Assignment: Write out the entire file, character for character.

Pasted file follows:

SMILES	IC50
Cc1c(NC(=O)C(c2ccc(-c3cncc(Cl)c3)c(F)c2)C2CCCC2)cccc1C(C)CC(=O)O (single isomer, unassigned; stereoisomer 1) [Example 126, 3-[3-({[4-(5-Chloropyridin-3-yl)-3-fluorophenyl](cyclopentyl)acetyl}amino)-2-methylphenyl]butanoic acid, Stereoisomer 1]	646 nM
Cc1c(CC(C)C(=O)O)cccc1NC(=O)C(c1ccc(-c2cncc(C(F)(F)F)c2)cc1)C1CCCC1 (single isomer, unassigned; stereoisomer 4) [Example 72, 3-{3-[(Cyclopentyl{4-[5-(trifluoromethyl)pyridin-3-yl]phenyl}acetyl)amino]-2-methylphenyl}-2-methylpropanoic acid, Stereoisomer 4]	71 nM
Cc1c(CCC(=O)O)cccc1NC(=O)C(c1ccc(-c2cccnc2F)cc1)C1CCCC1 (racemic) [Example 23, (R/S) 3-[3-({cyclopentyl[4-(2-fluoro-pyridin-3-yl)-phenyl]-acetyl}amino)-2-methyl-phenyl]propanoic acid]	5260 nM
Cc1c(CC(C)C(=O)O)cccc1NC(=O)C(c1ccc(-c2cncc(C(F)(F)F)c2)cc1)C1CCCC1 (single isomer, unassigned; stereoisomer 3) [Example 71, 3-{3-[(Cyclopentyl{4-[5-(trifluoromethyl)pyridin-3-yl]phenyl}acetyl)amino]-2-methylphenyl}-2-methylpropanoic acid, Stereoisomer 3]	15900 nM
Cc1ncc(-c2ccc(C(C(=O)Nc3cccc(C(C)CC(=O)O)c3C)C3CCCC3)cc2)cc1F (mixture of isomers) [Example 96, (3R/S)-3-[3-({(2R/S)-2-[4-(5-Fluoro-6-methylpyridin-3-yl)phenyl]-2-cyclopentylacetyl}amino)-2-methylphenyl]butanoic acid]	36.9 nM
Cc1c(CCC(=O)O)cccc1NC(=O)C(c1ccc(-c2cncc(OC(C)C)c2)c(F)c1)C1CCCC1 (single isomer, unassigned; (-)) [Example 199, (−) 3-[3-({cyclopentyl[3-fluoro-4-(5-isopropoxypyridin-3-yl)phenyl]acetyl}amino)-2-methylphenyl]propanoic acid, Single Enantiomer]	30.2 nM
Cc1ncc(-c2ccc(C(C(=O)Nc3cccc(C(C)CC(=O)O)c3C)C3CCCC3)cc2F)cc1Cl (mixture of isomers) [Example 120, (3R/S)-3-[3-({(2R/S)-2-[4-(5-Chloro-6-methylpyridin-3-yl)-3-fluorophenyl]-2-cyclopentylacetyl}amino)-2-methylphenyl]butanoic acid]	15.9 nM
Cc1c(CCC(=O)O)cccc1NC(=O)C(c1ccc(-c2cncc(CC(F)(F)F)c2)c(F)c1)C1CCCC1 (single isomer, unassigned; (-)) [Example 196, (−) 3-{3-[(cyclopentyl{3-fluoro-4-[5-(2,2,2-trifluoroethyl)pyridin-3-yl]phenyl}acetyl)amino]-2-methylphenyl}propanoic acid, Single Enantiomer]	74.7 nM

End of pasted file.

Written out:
SMILES	IC50
Cc1c(NC(=O)C(c2ccc(-c3cncc(Cl)c3)c(F)c2)C2CCCC2)cccc1C(C)CC(=O)O (single isomer, unassigned; stereoisomer 1) [Example 126, 3-[3-({[4-(5-Chloropyridin-3-yl)-3-fluorophenyl](cyclopentyl)acetyl}amino)-2-methylphenyl]butanoic acid, Stereoisomer 1]	646 nM
Cc1c(CC(C)C(=O)O)cccc1NC(=O)C(c1ccc(-c2cncc(C(F)(F)F)c2)cc1)C1CCCC1 (single isomer, unassigned; stereoisomer 4) [Example 72, 3-{3-[(Cyclopentyl{4-[5-(trifluoromethyl)pyridin-3-yl]phenyl}acetyl)amino]-2-methylphenyl}-2-methylpropanoic acid, Stereoisomer 4]	71 nM
Cc1c(CCC(=O)O)cccc1NC(=O)C(c1ccc(-c2cccnc2F)cc1)C1CCCC1 (racemic) [Example 23, (R/S) 3-[3-({cyclopentyl[4-(2-fluoro-pyridin-3-yl)-phenyl]-acetyl}amino)-2-methyl-phenyl]propanoic acid]	5260 nM
Cc1c(CC(C)C(=O)O)cccc1NC(=O)C(c1ccc(-c2cncc(C(F)(F)F)c2)cc1)C1CCCC1 (single isomer, unassigned; stereoisomer 3) [Example 71, 3-{3-[(Cyclopentyl{4-[5-(trifluoromethyl)pyridin-3-yl]phenyl}acetyl)amino]-2-methylphenyl}-2-methylpropanoic acid, Stereoisomer 3]	15900 nM
Cc1ncc(-c2ccc(C(C(=O)Nc3cccc(C(C)CC(=O)O)c3C)C3CCCC3)cc2)cc1F (mixture of isomers) [Example 96, (3R/S)-3-[3-({(2R/S)-2-[4-(5-Fluoro-6-methylpyridin-3-yl)phenyl]-2-cyclopentylacetyl}amino)-2-methylphenyl]butanoic acid]	36.9 nM
Cc1c(CCC(=O)O)cccc1NC(=O)C(c1ccc(-c2cncc(OC(C)C)c2)c(F)c1)C1CCCC1 (single isomer, unassigned; (-)) [Example 199, (−) 3-[3-({cyclopentyl[3-fluoro-4-(5-isopropoxypyridin-3-yl)phenyl]acetyl}amino)-2-methylphenyl]propanoic acid, Single Enantiomer]	30.2 nM
Cc1ncc(-c2ccc(C(C(=O)Nc3cccc(C(C)CC(=O)O)c3C)C3CCCC3)cc2F)cc1Cl (mixture of isomers) [Example 120, (3R/S)-3-[3-({(2R/S)-2-[4-(5-Chloro-6-methylpyridin-3-yl)-3-fluorophenyl]-2-cyclopentylacetyl}amino)-2-methylphenyl]butanoic acid]	15.9 nM
Cc1c(CCC(=O)O)cccc1NC(=O)C(c1ccc(-c2cncc(CC(F)(F)F)c2)c(F)c1)C1CCCC1 (single isomer, unassigned; (-)) [Example 196, (−) 3-{3-[(cyclopentyl{3-fluoro-4-[5-(2,2,2-trifluoroethyl)pyridin-3-yl]phenyl}acetyl)amino]-2-methylphenyl}propanoic acid, Single Enantiomer]	74.7 nM